New Zealand's manufacturing sector experienced slower expansion levels in November, according to the latest BNZ - BusinessNZ Performance of Manufacturing Index. This follows an impressive jump in October, so the November result is just a settling. Even so, at 51.6, this is not recording a strong factory sector. BNZ notes that new order levels are much better. The result is on the back of a strong recovery in Auckland, and continued good results in Otago. Compared with most other countries, the NZ levels are still quite good and a major improvement from earlier in the year.

RECORD ANNUAL PROFIT FOR UDC
UDC, ANZ's on-the-block finance company, has posted record annual net profit after tax of $69.7 mln, a +7% year-on-year increase. UDC's lending grew +5.5%, with commercial lending up +8%, and motor vehicle lending up +6%. In October UDC's debenture book was wound up with customer investments repaid or converted to an equivalent ANZ investment. The level of funding support provided by ANZ has thus grown, with the limit on the facility increased to $3.1 bln from $2.7 bln. At September 30, $2.692 bln was utilised.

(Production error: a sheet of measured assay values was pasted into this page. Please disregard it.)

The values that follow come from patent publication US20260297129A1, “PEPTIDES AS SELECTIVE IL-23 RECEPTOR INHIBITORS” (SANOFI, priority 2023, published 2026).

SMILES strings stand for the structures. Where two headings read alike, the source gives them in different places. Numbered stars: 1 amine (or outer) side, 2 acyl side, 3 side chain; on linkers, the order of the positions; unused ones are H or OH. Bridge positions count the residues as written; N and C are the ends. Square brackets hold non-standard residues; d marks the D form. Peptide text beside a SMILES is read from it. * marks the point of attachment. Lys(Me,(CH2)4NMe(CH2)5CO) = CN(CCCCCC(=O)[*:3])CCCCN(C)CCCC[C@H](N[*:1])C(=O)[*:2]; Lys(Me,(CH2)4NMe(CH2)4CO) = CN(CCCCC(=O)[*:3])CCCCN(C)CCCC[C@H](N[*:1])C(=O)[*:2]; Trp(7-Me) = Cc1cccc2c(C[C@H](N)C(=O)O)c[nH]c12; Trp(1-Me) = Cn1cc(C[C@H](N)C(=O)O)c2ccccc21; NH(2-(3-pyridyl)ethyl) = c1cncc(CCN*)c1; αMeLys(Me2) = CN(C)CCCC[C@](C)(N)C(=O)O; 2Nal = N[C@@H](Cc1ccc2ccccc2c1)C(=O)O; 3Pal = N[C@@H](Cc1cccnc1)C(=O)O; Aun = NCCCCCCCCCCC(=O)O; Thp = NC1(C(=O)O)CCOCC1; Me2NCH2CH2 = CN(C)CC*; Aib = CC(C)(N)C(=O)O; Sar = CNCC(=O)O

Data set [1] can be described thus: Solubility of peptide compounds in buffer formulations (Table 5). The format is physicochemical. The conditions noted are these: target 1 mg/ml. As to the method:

HARASSMENT, COERCION, MISLEADING CLAIMS
An account director of a debt collection company and the company have both been warned by the Commerce Commission over information given to debtors and for conduct which the Commission considers was likely to be harassment and/or coercion. The warnings were sent to Twenty Five Station Limited (TFS) which is now in liquidation and John Stuart Campbell who was its Account Director. TFS traded as Law Debt Collection.

LIMITED DEAL NEARER, APPARENTLY
The US President has apparently approved a phase-one trade deal with China, averting the December 15 introduction of a new wave of American tariffs on about US$160 bln of consumer goods from China. At least, that is what Bloomberg is reporting. The Chinese are saying the two sides have "maintained close communications". A reprieve on tariffs will save the US consumer higher prices. US equities rose at the end of today's session on these rumours. Japan equities have opened sharply high, up an eye-catching +2.3%. Hong Kong has opened up +1.6% and Shanghai has opened +1.1% higher.